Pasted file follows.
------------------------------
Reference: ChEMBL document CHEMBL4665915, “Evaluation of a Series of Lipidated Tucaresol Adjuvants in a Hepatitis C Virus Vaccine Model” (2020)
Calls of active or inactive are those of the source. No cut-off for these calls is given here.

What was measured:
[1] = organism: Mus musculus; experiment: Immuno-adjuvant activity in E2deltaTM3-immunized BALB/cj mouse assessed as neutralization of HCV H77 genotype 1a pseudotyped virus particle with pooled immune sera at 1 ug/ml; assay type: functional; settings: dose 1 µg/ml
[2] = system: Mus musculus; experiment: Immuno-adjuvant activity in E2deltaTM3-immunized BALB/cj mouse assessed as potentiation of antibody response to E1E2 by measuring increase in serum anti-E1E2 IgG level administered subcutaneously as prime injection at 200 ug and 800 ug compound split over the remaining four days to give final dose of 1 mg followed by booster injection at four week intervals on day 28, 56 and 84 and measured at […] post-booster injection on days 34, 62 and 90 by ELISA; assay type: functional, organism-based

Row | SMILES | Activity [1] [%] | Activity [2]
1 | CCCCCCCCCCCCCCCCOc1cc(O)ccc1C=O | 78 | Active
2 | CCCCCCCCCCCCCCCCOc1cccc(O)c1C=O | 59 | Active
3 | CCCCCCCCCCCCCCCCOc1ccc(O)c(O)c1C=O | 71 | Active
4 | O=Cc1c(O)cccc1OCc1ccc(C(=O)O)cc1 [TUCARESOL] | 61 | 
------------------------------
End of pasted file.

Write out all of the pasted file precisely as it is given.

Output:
Reference: ChEMBL document CHEMBL4665915, “Evaluation of a Series of Lipidated Tucaresol Adjuvants in a Hepatitis C Virus Vaccine Model” (2020)
Calls of active or inactive are those of the source. No cut-off for these calls is given here.

What was measured:
[1] = organism: Mus musculus; experiment: Immuno-adjuvant activity in E2deltaTM3-immunized BALB/cj mouse assessed as neutralization of HCV H77 genotype 1a pseudotyped virus particle with pooled immune sera at 1 ug/ml; assay type: functional; settings: dose 1 µg/ml
[2] = system: Mus musculus; experiment: Immuno-adjuvant activity in E2deltaTM3-immunized BALB/cj mouse assessed as potentiation of antibody response to E1E2 by measuring increase in serum anti-E1E2 IgG level administered subcutaneously as prime injection at 200 ug and 800 ug compound split over the remaining four days to give final dose of 1 mg followed by booster injection at four week intervals on day 28, 56 and 84 and measured at […] post-booster injection on days 34, 62 and 90 by ELISA; assay type: functional, organism-based

Row | SMILES | Activity [1] [%] | Activity [2]
1 | CCCCCCCCCCCCCCCCOc1cc(O)ccc1C=O | 78 | Active
2 | CCCCCCCCCCCCCCCCOc1cccc(O)c1C=O | 59 | Active
3 | CCCCCCCCCCCCCCCCOc1ccc(O)c(O)c1C=O | 71 | Active
4 | O=Cc1c(O)cccc1OCc1ccc(C(=O)O)cc1 [TUCARESOL] | 61 | 